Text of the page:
President Trump just announced an end to all negotiations with Democrats over another stimulus package, insisting that he and Congress will enact a big one “immediately after I win.”
One person who does not agree with Trump: Federal Reserve Chair Jerome H. Powell.
Powell was an unusual appointment for Trump, since somehow the president’s aides prevailed upon him to appoint someone sane and qualified to an important position. And unlike some previous Fed chairs (most notably Alan Greenspan), Powell does not bother communicating with cryptic pronouncements; to at least some degree, he’s forthright about the present and the future.
And for a leader of the central bank, the plea for more stimulus spending Powell just delivered is about as subtle as a kick in the shins:
Federal Reserve Chair Jerome H. Powell warned on Tuesday of ongoing risks to the economy and the consequences of insufficient support from policymakers, offering a sharp reminder that the economic recovery remains fragile and has a long way to go.Speaking at the annual meeting of the National Association for Business Economics, Powell emphasized that a rise in coronavirus cases could weigh on economic activity. Public health officials have warned about an uptick of cases during the upcoming flu season this winter. [...]“Too little support would lead to a weak recovery, creating unnecessary hardship for households and businesses,” Powell said. “Over time, household insolvencies and business bankruptcies would rise, harming the productive capacity of the economy, and holding back wage growth. By contrast, the risks of overdoing it seem, for now, to be smaller. Even if policy actions ultimately prove to be greater than needed, they will not go to waste.”
As the de facto deadline for more stimulus spending — Election Day — approaches, this is a bracing message. Powell is reminding us that despite insincere Republican deficit scoldery, we have almost nothing to lose by pouring more money into the economy, and a great deal to gain.
That’s particularly true given the fact that the $4 trillion the government has already spent was insufficient to the task. As a team of business journalists from The Post recently described it:
By failing to focus on containing the virus and the particular harms of the pandemic, the relief packages distributed money to those with little need for it while allowing the illness, which is now more widespread than when the bills passed, to outstrip the aid.
That’s not to say the stimulus already passed hasn’t done a tremendous amount of good, for all its shortcomings. But now we’re at a moment of peril, when enhanced unemployment benefits have expired, small businesses worry their Paycheck Protection Program loans won’t be forgiven, and we face the potential of a wave of evictions.
From the beginning of the crisis, a politically bizarre situation characterized negotiations over the stimulus, with Democrats demanding more help to shore up the economy and Republicans seeking less, despite the fact that every additional dollar we spend makes it more likely that Trump will get reelected.
That is still the case today. Senate Majority Leader Mitch McConnell (R-Ky.) seems completely indifferent to whether there’s a stimulus bill or not; he may have decided that Trump is going to lose anyway, so he wants to make life as difficult as possible for President Biden, and too much economic recovery would hamper that effort.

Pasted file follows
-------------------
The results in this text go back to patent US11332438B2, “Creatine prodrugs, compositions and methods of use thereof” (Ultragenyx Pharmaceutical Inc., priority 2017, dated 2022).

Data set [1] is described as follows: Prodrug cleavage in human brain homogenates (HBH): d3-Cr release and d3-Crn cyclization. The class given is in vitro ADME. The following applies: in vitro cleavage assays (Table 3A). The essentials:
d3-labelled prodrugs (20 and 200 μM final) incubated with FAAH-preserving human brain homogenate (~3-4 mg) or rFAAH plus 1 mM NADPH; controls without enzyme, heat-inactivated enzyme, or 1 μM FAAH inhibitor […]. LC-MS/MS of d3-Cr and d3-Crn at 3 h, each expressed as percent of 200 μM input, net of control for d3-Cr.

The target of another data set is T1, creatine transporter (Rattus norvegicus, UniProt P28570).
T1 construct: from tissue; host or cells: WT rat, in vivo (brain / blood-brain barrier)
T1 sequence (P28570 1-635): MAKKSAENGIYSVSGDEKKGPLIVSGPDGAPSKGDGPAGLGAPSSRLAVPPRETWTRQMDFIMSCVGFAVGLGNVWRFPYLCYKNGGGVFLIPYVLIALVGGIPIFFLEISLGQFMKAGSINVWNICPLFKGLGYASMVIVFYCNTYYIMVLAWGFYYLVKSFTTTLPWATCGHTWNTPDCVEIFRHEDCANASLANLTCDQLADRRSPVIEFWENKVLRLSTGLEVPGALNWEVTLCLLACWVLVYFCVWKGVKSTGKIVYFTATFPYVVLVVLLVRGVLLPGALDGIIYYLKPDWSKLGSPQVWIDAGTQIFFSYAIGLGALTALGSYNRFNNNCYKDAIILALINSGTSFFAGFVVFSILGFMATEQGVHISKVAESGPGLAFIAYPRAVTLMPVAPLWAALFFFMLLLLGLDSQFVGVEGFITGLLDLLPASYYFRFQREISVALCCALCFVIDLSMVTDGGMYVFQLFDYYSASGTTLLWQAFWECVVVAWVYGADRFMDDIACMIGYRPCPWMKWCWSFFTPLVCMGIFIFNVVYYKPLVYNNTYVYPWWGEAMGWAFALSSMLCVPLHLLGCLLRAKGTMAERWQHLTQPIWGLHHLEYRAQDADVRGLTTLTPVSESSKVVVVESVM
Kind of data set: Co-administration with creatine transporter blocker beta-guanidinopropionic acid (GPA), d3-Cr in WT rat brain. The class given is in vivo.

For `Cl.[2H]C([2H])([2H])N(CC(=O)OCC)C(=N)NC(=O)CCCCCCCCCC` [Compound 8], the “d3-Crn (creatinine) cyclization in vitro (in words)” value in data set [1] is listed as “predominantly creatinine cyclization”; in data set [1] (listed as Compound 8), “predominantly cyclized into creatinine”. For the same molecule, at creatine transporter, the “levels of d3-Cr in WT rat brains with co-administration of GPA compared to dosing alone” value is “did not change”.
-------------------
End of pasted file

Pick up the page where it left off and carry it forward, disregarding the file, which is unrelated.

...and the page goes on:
So the negotiations had been taking place between House Speaker Nancy Pelosi (D-Calif.) and Treasury Secretary Steven Mnuchin, and even so they were at an impasse. The House passed yet another stimulus bill last week; Republicans object that it gives too much help to state and local governments.
And Trump? Officially, he supported more stimulus, until out of nowhere he put the kibosh on the negotiations. But the truth is that it’s safe to say he had few strong opinions about it one way or another.
And now it’s clearer than ever that Trump has lost whatever concern he may previously have had for the substance of the issue. With four weeks until the election, all that matters to him now is public appearances and photo ops. More to the point, what matters is PR centered on him as an individual, a heroic leader, the embodiment of strength and majesty and awesomeness (or so he wants people to believe). He could hold a signing event for a stimulus bill, but the benefits would take some time to become visible as the money was distributed. So he doesn’t really care.
The same is true on almost any issue. So rather than, say, improving his administration’s management of the coronavirus pandemic (a crazy idea, I know), he stages a series of photo ops to show him beating the virus and returning to “work,” which, if it’s anything like the work he was doing while at Walter Reed National Military Medical Center, will consist of things like signing his name to blank pieces of paper for the cameras.
In other words, real policymaking is essentially over for him. And if he should lose the election on Nov. 3, there’s no way Republicans in a lame-duck Congress would pass a stimulus bill, since it would help the economy improve under Joe Biden.
So we may have to wait until January — by which time, more damage will have been done.
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